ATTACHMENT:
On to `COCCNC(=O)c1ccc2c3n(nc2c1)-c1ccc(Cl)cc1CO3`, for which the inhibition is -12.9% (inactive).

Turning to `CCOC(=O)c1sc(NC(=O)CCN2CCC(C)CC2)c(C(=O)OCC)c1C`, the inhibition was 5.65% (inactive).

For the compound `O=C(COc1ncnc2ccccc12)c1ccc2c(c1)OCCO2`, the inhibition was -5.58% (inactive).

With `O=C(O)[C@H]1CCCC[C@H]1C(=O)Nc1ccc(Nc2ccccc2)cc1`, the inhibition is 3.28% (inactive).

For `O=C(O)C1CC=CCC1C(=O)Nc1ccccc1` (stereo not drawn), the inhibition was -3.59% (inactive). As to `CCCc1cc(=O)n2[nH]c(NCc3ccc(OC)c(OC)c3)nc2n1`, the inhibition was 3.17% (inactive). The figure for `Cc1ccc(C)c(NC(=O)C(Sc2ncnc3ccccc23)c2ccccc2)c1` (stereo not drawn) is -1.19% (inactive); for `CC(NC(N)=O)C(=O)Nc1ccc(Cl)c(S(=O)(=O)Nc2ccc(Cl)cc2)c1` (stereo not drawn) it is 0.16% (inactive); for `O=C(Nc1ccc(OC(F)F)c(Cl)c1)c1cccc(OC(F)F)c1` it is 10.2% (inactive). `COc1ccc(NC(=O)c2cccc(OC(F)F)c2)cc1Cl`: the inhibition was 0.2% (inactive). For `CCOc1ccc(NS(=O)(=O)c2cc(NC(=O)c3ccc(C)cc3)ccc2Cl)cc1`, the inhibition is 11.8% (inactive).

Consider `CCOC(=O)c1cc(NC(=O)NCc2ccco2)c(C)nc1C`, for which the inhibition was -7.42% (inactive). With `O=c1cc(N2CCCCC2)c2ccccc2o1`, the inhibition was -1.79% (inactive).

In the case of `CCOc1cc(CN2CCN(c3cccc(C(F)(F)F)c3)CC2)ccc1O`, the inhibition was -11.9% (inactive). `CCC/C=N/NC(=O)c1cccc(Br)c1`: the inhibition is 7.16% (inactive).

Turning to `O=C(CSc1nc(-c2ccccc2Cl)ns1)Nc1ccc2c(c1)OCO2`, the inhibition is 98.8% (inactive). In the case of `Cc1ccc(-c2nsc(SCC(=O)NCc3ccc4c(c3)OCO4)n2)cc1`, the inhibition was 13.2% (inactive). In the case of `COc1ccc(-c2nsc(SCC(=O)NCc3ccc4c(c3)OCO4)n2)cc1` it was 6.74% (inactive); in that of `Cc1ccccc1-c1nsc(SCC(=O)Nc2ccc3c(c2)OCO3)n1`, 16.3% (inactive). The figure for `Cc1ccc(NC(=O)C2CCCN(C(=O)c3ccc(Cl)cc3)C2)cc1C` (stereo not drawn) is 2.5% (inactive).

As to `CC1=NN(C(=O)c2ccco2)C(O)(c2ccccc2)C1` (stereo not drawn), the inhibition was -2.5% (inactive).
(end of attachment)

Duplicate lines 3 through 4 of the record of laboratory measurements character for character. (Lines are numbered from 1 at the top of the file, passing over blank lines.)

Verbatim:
For the compound `O=C(COc1ncnc2ccccc12)c1ccc2c(c1)OCCO2`, the inhibition was -5.58% (inactive).

With `O=C(O)[C@H]1CCCC[C@H]1C(=O)Nc1ccc(Nc2ccccc2)cc1`, the inhibition is 3.28% (inactive).